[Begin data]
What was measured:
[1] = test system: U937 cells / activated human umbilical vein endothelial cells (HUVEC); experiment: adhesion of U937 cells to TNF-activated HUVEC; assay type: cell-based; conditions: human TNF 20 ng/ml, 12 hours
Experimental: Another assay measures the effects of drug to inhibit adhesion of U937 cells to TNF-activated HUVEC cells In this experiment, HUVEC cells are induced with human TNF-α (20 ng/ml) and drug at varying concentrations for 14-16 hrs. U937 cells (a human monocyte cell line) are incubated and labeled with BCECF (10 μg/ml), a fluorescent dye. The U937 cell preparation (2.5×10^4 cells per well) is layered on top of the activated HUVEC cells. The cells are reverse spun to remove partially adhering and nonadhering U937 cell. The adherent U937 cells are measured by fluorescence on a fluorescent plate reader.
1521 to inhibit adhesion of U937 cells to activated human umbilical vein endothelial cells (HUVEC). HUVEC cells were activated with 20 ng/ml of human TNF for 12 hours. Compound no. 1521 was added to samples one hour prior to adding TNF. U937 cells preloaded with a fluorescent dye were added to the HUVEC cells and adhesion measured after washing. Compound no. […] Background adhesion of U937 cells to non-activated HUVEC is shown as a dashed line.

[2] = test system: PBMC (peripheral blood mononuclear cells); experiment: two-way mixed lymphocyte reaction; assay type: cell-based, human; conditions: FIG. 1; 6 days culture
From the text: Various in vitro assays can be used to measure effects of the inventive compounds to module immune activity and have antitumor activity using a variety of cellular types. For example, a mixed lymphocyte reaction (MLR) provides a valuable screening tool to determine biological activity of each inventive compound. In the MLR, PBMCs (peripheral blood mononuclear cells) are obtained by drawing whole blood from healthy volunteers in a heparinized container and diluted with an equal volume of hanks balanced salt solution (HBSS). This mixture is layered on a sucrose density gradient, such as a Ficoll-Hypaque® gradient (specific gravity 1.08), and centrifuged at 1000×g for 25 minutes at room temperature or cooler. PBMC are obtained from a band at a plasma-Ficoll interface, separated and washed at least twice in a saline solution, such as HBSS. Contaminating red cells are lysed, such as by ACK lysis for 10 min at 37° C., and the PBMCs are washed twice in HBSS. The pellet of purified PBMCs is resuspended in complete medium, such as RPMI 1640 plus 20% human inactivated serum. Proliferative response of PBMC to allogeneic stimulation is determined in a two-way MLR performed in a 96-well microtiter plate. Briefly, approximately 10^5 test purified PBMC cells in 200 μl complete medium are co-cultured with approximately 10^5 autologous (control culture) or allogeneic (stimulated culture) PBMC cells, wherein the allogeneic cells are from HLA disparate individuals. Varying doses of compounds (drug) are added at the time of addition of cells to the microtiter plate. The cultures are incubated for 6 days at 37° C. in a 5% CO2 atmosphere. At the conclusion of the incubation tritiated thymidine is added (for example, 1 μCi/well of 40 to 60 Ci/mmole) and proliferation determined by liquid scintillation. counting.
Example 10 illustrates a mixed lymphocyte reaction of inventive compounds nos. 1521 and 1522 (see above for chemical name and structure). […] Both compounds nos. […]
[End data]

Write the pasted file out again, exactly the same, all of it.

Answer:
What was measured:
[1] = test system: U937 cells / activated human umbilical vein endothelial cells (HUVEC); experiment: adhesion of U937 cells to TNF-activated HUVEC; assay type: cell-based; conditions: human TNF 20 ng/ml, 12 hours
Experimental: Another assay measures the effects of drug to inhibit adhesion of U937 cells to TNF-activated HUVEC cells In this experiment, HUVEC cells are induced with human TNF-α (20 ng/ml) and drug at varying concentrations for 14-16 hrs. U937 cells (a human monocyte cell line) are incubated and labeled with BCECF (10 μg/ml), a fluorescent dye. The U937 cell preparation (2.5×10^4 cells per well) is layered on top of the activated HUVEC cells. The cells are reverse spun to remove partially adhering and nonadhering U937 cell. The adherent U937 cells are measured by fluorescence on a fluorescent plate reader.
1521 to inhibit adhesion of U937 cells to activated human umbilical vein endothelial cells (HUVEC). HUVEC cells were activated with 20 ng/ml of human TNF for 12 hours. Compound no. 1521 was added to samples one hour prior to adding TNF. U937 cells preloaded with a fluorescent dye were added to the HUVEC cells and adhesion measured after washing. Compound no. […] Background adhesion of U937 cells to non-activated HUVEC is shown as a dashed line.

[2] = test system: PBMC (peripheral blood mononuclear cells); experiment: two-way mixed lymphocyte reaction; assay type: cell-based, human; conditions: FIG. 1; 6 days culture
From the text: Various in vitro assays can be used to measure effects of the inventive compounds to module immune activity and have antitumor activity using a variety of cellular types. For example, a mixed lymphocyte reaction (MLR) provides a valuable screening tool to determine biological activity of each inventive compound. In the MLR, PBMCs (peripheral blood mononuclear cells) are obtained by drawing whole blood from healthy volunteers in a heparinized container and diluted with an equal volume of hanks balanced salt solution (HBSS). This mixture is layered on a sucrose density gradient, such as a Ficoll-Hypaque® gradient (specific gravity 1.08), and centrifuged at 1000×g for 25 minutes at room temperature or cooler. PBMC are obtained from a band at a plasma-Ficoll interface, separated and washed at least twice in a saline solution, such as HBSS. Contaminating red cells are lysed, such as by ACK lysis for 10 min at 37° C., and the PBMCs are washed twice in HBSS. The pellet of purified PBMCs is resuspended in complete medium, such as RPMI 1640 plus 20% human inactivated serum. Proliferative response of PBMC to allogeneic stimulation is determined in a two-way MLR performed in a 96-well microtiter plate. Briefly, approximately 10^5 test purified PBMC cells in 200 μl complete medium are co-cultured with approximately 10^5 autologous (control culture) or allogeneic (stimulated culture) PBMC cells, wherein the allogeneic cells are from HLA disparate individuals. Varying doses of compounds (drug) are added at the time of addition of cells to the microtiter plate. The cultures are incubated for 6 days at 37° C. in a 5% CO2 atmosphere. At the conclusion of the incubation tritiated thymidine is added (for example, 1 μCi/well of 40 to 60 Ci/mmole) and proliferation determined by liquid scintillation. counting.
Example 10 illustrates a mixed lymphocyte reaction of inventive compounds nos. 1521 and 1522 (see above for chemical name and structure). […] Both compounds nos. […]